Psalm 119 & The Importance of God's Word
Have you ever wondered what the longest chapter in the Bible is? The answer is: Psalm 119. Find out what this Old Testament passage says and why it contains important instructions for both Jew and Christian alike, with a little help from GotQuestions.org.
Chapter and Verse Divisions in the Bible
Before diving into Psalm 119, it is helpful to understand who divided the Bible up into sections and why it was done.
GotQuestions.org gives us more insight behind why this was done:
Question: "Who divided the Bible into chapters and verses? Why and when was it done?"
Answer: "The Hebrew Old Testament was divided into verses by a Jewish rabbi by the name of Nathan in A.D. 1448. Robert Estienne, who was also known as Stephanus, was the first to divide the New Testament into standard numbered verses, in 1555. Stephanus essentially used Nathan's verse divisions for the Old Testament. Since that time, beginning with the Geneva Bible, the chapter and verse divisions employed by Stephanus have been accepted into nearly all the Bible versions.
When the books of the Bible were originally written, they did not contain chapter or verse references. The Bible was divided into chapters and verses to help us find Scriptures more quickly and easily."
Psalm 119 is not only the longest Chapter in the Bible, but it is also referenced as the "Center of the Bible."
Psalm 119 is referred in Hebrew by its opening words: Ashrei temimei derech, which mean "happy are those whose way is perfect".
Wikipedia tells us some key literary features about Psalm 119: "This psalm is one of about a dozen alphabetic acrostic poems in the Bible. Its 176 verses are divided into twenty-two stanzas, one stanza for each letter of the Hebrew alphabet; within each stanza, each of the eight verses begins (in Hebrew) with that letter. The name of God (Yahweh/Jehovah) appears twenty-four times."
The contents of Psalm 119 shares all of the following:
- What the Word of God is.
- What the Word of God does for us and to us.
- How we should walk in light of God's Word.
- The benefits of knowing God's Word.
- The fruit of walking in the Truth of God's Word.
If you notice above, all of the points share one major thing in common: They all emphasize the importance of God's Word, otherwise known as the Bible.
What and Who is the Word?
Understanding that Psalm 119 emphasizes the benefits of immersing ourselves in God's Word, lets take a look at what (and who) God's Word refers to.
John 1:1 says: "In the beginning was the Word, and the Word was with God, and the Word was God."
That is very interesting. Particularly because in John 1:1, the Word is not just a book (or the Bible) as we know it today. The Word was God.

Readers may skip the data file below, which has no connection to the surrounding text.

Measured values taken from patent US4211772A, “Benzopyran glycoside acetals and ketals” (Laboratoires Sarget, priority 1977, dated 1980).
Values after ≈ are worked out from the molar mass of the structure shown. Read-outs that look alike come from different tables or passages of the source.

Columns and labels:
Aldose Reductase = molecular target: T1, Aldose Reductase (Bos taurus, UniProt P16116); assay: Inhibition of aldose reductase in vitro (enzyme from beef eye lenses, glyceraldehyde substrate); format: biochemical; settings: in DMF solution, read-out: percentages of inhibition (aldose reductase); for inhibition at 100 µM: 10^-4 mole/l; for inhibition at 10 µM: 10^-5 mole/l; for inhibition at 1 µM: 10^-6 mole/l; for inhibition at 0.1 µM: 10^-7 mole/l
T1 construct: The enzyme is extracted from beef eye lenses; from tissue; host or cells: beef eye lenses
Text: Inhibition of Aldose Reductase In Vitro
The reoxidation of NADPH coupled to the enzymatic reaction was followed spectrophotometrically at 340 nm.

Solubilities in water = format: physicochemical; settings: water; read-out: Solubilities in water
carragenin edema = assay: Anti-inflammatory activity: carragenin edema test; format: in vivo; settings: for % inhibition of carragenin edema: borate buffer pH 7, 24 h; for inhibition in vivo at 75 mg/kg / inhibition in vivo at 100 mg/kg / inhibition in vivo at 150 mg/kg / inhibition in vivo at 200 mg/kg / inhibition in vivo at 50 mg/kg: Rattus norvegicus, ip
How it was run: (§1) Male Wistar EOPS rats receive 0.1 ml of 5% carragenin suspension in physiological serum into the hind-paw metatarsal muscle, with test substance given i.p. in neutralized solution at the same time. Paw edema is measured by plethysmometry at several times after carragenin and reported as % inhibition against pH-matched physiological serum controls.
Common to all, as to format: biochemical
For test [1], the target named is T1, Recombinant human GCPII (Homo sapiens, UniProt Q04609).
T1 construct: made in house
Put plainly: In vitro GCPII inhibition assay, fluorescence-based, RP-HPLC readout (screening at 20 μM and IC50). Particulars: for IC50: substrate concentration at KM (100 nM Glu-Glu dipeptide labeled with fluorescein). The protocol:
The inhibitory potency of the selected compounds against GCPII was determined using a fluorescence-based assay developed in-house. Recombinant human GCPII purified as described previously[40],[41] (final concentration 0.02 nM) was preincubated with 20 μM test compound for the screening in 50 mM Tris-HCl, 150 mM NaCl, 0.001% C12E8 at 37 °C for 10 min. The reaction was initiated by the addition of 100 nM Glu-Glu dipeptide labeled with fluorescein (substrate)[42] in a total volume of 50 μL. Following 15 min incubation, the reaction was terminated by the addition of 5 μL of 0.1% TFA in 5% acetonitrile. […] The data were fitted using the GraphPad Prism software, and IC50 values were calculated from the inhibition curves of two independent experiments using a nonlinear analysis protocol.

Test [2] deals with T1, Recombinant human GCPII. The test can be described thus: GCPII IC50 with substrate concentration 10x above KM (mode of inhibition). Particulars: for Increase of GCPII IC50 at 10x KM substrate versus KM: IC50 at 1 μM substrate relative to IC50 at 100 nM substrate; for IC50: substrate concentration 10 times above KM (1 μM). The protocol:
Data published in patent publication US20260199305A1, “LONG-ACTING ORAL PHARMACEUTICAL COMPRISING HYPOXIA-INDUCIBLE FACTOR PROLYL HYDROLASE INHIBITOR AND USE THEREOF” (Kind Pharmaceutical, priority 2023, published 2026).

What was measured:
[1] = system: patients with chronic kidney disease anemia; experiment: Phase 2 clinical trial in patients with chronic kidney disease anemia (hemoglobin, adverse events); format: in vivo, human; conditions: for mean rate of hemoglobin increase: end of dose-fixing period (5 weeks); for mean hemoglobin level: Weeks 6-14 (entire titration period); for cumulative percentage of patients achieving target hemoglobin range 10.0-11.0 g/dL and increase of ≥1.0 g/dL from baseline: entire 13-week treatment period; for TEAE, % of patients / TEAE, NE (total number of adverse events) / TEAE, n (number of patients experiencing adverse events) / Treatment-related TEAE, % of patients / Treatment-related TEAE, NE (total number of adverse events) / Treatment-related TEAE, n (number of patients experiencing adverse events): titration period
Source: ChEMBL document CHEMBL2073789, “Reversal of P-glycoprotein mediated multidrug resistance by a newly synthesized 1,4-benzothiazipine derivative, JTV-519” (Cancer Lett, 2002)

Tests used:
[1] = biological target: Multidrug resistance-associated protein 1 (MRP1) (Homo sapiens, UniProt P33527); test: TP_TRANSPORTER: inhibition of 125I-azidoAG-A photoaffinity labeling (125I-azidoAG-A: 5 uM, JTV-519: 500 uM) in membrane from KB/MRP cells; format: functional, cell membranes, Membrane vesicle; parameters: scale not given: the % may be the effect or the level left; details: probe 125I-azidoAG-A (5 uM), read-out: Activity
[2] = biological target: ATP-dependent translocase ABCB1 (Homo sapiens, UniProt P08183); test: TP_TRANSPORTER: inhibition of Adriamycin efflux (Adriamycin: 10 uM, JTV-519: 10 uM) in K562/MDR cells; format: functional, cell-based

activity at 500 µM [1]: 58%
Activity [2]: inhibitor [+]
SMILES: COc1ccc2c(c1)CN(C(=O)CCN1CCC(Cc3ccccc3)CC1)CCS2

GotQuestions.org elaborates on this concept further:
"By starting out his gospel stating, 'In the beginning was the Word, and the Word was with God, and the Word was God,' John is introducing Jesus with a word or a term that both his Jewish and Gentile readers would have been familiar with. The Greek word translated 'Word' in this passage is Logos, and it was common in both Greek philosophy and Jewish thought of that day. For example, in the Old Testament the 'word' of God is often personified as an instrument for the execution of God’s will (Psalm 33:6; 107:20; 119:89; 147:15-18). So, for his Jewish readers, by introducing Jesus as the 'Word,' John is in a sense pointing them back to the Old Testament where the Logos or 'Word' of God is associated with the personification of God’s revelation. And in Greek philosophy, the term Logos was used to describe the intermediate agency by which God created material things and communicated with them. In the Greek worldview, the Logos was thought of as a bridge between the transcendent God and the material universe. Therefore, for his Greek readers the use of the term Logos would have likely brought forth the idea of a mediating principle between God and the world."
So what we actually find out is that while we recognize "The Word of God" as the Bible today, Jesus was the Word as well, which further confirms the New Testament as God's Word as well.
After all, the Bible as a whole is: God's Plan for God's People.
The entire Old Testament points forward to a Savior (Jesus). The New Testament shares the Good news of salvation and the new covenant for believers after Jesus' crucifixion on the cross, and of things yet to come in future times.
If you seek God in the Bible, and through prayer, he will reveal Himself to you.